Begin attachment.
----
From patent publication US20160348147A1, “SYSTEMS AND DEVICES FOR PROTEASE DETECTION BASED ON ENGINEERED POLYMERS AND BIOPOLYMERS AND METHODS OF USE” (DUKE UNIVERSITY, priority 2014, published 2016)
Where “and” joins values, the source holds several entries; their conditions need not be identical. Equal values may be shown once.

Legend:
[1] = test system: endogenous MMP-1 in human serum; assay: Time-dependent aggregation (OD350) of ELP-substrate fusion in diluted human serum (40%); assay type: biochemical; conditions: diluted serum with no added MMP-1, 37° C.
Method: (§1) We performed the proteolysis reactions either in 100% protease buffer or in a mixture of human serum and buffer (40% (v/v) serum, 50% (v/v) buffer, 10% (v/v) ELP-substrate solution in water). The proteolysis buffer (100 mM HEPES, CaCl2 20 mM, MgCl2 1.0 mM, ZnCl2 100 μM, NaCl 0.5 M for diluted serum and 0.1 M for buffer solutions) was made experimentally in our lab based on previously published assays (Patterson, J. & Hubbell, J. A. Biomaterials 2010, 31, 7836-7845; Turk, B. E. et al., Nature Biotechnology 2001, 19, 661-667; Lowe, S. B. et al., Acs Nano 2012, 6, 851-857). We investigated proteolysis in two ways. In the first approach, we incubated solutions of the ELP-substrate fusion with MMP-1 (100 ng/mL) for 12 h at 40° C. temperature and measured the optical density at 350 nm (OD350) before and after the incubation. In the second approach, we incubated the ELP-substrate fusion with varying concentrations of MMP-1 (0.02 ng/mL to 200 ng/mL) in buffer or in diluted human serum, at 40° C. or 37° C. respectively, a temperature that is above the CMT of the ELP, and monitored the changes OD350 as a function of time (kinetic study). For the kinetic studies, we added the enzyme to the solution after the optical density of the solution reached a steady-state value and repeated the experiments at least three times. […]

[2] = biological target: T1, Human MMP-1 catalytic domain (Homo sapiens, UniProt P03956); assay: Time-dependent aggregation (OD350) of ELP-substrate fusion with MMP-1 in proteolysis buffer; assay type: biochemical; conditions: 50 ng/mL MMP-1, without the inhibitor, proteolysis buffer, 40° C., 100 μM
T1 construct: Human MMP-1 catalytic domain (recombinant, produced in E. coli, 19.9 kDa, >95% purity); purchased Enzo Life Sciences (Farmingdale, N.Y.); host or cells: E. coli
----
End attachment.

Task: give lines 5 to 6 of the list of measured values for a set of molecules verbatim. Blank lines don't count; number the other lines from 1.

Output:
Method: (§1) We performed the proteolysis reactions either in 100% protease buffer or in a mixture of human serum and buffer (40% (v/v) serum, 50% (v/v) buffer, 10% (v/v) ELP-substrate solution in water). The proteolysis buffer (100 mM HEPES, CaCl2 20 mM, MgCl2 1.0 mM, ZnCl2 100 μM, NaCl 0.5 M for diluted serum and 0.1 M for buffer solutions) was made experimentally in our lab based on previously published assays (Patterson, J. & Hubbell, J. A. Biomaterials 2010, 31, 7836-7845; Turk, B. E. et al., Nature Biotechnology 2001, 19, 661-667; Lowe, S. B. et al., Acs Nano 2012, 6, 851-857). We investigated proteolysis in two ways. In the first approach, we incubated solutions of the ELP-substrate fusion with MMP-1 (100 ng/mL) for 12 h at 40° C. temperature and measured the optical density at 350 nm (OD350) before and after the incubation. In the second approach, we incubated the ELP-substrate fusion with varying concentrations of MMP-1 (0.02 ng/mL to 200 ng/mL) in buffer or in diluted human serum, at 40° C. or 37° C. respectively, a temperature that is above the CMT of the ELP, and monitored the changes OD350 as a function of time (kinetic study). For the kinetic studies, we added the enzyme to the solution after the optical density of the solution reached a steady-state value and repeated the experiments at least three times. […]

[2] = biological target: T1, Human MMP-1 catalytic domain (Homo sapiens, UniProt P03956); assay: Time-dependent aggregation (OD350) of ELP-substrate fusion with MMP-1 in proteolysis buffer; assay type: biochemical; conditions: 50 ng/mL MMP-1, without the inhibitor, proteolysis buffer, 40° C., 100 μM